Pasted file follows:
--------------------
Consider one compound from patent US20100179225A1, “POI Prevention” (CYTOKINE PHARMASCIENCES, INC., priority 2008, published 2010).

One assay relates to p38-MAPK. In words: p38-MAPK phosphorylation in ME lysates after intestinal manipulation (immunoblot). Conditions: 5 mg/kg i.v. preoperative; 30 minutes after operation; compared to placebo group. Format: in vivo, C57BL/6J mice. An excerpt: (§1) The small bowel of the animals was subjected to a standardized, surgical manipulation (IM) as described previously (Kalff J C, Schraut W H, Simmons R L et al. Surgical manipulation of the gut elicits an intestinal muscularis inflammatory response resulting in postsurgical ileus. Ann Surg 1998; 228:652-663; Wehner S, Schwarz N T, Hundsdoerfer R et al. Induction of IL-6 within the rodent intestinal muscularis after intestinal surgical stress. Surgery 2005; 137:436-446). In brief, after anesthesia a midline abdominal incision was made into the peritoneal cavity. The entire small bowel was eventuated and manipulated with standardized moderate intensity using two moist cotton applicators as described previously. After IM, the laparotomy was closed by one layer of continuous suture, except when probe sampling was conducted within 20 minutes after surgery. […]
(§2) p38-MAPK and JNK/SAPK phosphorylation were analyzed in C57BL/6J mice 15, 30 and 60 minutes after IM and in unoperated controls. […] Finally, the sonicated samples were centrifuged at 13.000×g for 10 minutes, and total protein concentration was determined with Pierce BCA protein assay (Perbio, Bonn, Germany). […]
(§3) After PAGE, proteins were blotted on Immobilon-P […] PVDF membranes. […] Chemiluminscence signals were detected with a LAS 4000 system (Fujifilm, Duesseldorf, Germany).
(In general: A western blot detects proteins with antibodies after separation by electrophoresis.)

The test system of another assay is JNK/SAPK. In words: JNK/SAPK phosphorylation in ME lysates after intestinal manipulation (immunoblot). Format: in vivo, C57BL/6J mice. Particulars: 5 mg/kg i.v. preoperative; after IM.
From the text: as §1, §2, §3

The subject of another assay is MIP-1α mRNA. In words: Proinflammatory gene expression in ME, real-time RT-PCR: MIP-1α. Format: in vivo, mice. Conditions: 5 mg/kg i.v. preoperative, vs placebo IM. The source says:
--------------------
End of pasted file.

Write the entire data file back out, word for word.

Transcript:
Consider one compound from patent US20100179225A1, “POI Prevention” (CYTOKINE PHARMASCIENCES, INC., priority 2008, published 2010).

One assay relates to p38-MAPK. In words: p38-MAPK phosphorylation in ME lysates after intestinal manipulation (immunoblot). Conditions: 5 mg/kg i.v. preoperative; 30 minutes after operation; compared to placebo group. Format: in vivo, C57BL/6J mice. An excerpt: (§1) The small bowel of the animals was subjected to a standardized, surgical manipulation (IM) as described previously (Kalff J C, Schraut W H, Simmons R L et al. Surgical manipulation of the gut elicits an intestinal muscularis inflammatory response resulting in postsurgical ileus. Ann Surg 1998; 228:652-663; Wehner S, Schwarz N T, Hundsdoerfer R et al. Induction of IL-6 within the rodent intestinal muscularis after intestinal surgical stress. Surgery 2005; 137:436-446). In brief, after anesthesia a midline abdominal incision was made into the peritoneal cavity. The entire small bowel was eventuated and manipulated with standardized moderate intensity using two moist cotton applicators as described previously. After IM, the laparotomy was closed by one layer of continuous suture, except when probe sampling was conducted within 20 minutes after surgery. […]
(§2) p38-MAPK and JNK/SAPK phosphorylation were analyzed in C57BL/6J mice 15, 30 and 60 minutes after IM and in unoperated controls. […] Finally, the sonicated samples were centrifuged at 13.000×g for 10 minutes, and total protein concentration was determined with Pierce BCA protein assay (Perbio, Bonn, Germany). […]
(§3) After PAGE, proteins were blotted on Immobilon-P […] PVDF membranes. […] Chemiluminscence signals were detected with a LAS 4000 system (Fujifilm, Duesseldorf, Germany).
(In general: A western blot detects proteins with antibodies after separation by electrophoresis.)

The test system of another assay is JNK/SAPK. In words: JNK/SAPK phosphorylation in ME lysates after intestinal manipulation (immunoblot). Format: in vivo, C57BL/6J mice. Particulars: 5 mg/kg i.v. preoperative; after IM.
From the text: as §1, §2, §3

The subject of another assay is MIP-1α mRNA. In words: Proinflammatory gene expression in ME, real-time RT-PCR: MIP-1α. Format: in vivo, mice. Conditions: 5 mg/kg i.v. preoperative, vs placebo IM. The source says: